15. Kim WB

    swallow nest

    I'm watching the EGG battle on Iron chef..challenger used swallow's nest for a dessert, judges were chattering that it was a strange way to use it? What is Swallow nest? I've seen it as an ingredient, but never questioned it before. Thanks.
  16. I am cooking a lot, trying to learn about Chinese and SE Asian cooking. My books refer to black soy and thin or light soy, as well as thick soy. I also have one called Bango Sweet Soy in the fridge that has palm sugar in it and is from Indonesia (oh, how sad things are there). Does anyone know...Are thick soy, black soy, and sweet soy the same thing or are they different? My Koon Chun thick soy lists "soy bean extract" and molasses as ingredients. This makes me wonder about making my own using soy and molasses. I found an earlier thread about favorite soy sauces, but I still don't get this and appreciate any shared knowledge. Taking a moment to figure this out might save me from eating all the BBQ Pork before the significant other returns home. Marinated all night. Cooked till tender and delicious. Mmmmmm
  17. Chinese New Year is 26 January, so we will have a New Years Eve dinner at Pao's Mandarin House on the 25th. 2009 will be the year of the ox. Fearless Critic review of Pao's Mandarin House partially written by me. Pao's Mandarin House 2300 Lohman's Spur Lakeway, TX 78734 (20 miles from downtown Austin) (512) 263-8869 Sunday 25 January 7:00 pm This will be the fourth year we've been doing this. See 2008, 2007. 2006 thread seems to be missing. This will also be a eGullet fundraising event. Last year we raised $32 for the Society from eight people. $0, $5, $10, whatever you can afford would be appreciated. If you're interested in attending, please rsvp below along with the number of guests you would like to bring. Let's aim for 8-10 people so we can all still sit at one table.
  18. We headed to an old stalwart (BBQ King) last night, as it is around the corner from out hotel. It has had a few coats of paint since we were last there, and seemed to be quite empty. The duck was OK but nothing like we remember, and it is now very expensive for what it is. The question: where do we go in Sydney (pref CBD) for good chinese roast meats? Where is the new BBQ King?
  19. Here's the article on MSN: "Bad buzz: Chinese bloggers bash Starbucks" Starbucks bashing isn't new. But that it's happening in China is new.
  20. My friend loves to hunt. He loves his dog. He writes, sometimes about food. And for 4 years that I know of, he has been on a quest to cook and eat a dog. I assume he would only do this where the law (and culture) permit. Though in his heart I know he dreams of chowing down at some little out of the way storefront in Flushing and discovering that the mystery meat in the casserole was not sold by the pound, but AT the pound. So far, (when last I heard), his quest has gone unfulfilled. So calling all you intrepid eaters, especially you Cantonese and Korean types, I want to hear about the real thing. Unleash those reminiscences! Some of you must have had dog skin in Beijing or Seoul.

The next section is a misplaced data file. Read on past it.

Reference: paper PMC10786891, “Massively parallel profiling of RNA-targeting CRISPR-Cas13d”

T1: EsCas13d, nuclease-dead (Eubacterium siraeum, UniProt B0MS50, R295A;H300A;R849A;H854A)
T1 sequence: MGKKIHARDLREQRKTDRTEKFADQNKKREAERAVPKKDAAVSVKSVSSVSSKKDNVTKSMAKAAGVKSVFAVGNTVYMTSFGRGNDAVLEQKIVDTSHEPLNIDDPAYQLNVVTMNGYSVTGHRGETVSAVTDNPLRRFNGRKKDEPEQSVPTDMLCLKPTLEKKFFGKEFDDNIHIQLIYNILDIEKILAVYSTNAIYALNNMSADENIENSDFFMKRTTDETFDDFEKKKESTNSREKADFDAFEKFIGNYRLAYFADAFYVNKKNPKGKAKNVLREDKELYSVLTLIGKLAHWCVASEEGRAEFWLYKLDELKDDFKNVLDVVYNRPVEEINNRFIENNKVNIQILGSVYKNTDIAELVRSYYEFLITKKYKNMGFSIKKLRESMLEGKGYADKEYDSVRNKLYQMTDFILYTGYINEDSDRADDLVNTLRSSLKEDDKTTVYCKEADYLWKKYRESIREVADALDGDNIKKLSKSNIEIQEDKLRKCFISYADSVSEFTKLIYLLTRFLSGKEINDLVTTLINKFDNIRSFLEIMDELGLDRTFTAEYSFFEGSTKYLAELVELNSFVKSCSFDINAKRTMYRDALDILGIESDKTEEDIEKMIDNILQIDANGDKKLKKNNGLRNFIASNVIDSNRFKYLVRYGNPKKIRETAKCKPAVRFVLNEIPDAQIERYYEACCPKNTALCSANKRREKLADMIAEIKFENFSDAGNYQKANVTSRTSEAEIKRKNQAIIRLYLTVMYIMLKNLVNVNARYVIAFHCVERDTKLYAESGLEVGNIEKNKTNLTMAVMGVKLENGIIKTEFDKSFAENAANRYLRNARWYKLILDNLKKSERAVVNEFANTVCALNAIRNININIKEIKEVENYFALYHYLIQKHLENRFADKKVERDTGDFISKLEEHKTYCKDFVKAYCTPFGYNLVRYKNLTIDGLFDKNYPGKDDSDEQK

21. Jing and Sebastian at jingteashop.com recommend leaving a small amount of tea in your gaiwan as a "root" for the next infusion when brewing Chinese green tea. Anyone else do this? I have tried it, but not done a side-by-side comparison, and think there may be a mild intensification of flavor. It certainly does not seem to cause any bitterness. How about leaving a root in a glass when brewing "gradpa style"? Thoughts? Experiences?
  22. Sorry to shatter the peaceful post-Holiday slumber on this board, but Spring Festival (a.k.a. Chinese New Year) is January 22, which means you have just 18 days to plan your New Year's Eve feast. Will you eat out, cook, or be a guest at someone else's table? What are your favorite ritual foods and customs?
  23. Am trying to work out the Chinese name for these boiled dumplings. The filling is generally made only of prawns and cloud ear funghi, and perhaps bamboo shoots - with a "fun gor" type wrapper; that is, a frilly wheat flour type, not rice pastry. And in yum cha restaurants where they serve from carts, these are always kept on a dedicated cart with boiling water, and a serving boiled to order at the cart - sometimes this is the same cart that serves the gai lan with oyster sauce. Dipping sauce is generally a mix of soy, sesame oil, sugar, sliced scallions, ginger and chilli. I simply cannot hold out till next yum cha visit to ask the trolley ladies, so please sally forth with your wisdom, dear eGulleteers!
  24. I often enjoy this: http://www.flickr.com/photos/foodiejenius/2307464772/ when eating out at local Chinese restaurants so I was wondering, does anyone have a fool-proof recipe for it? The version I prefer is tofu and seafood. Also, I'm pretty confident that I can taste the sesame oil in the smooth sauce. It's so good with white fluffy rice
  25. peony

    Lotus paste Bao

    This is the first time I made bao. I am happy with this recipe as the skin is soft and chewy. However, my bao pleating needs a lot of improvement and pratice. Anyone can tell me how to make the pleats in bao properly ? very ugly pleatings of bao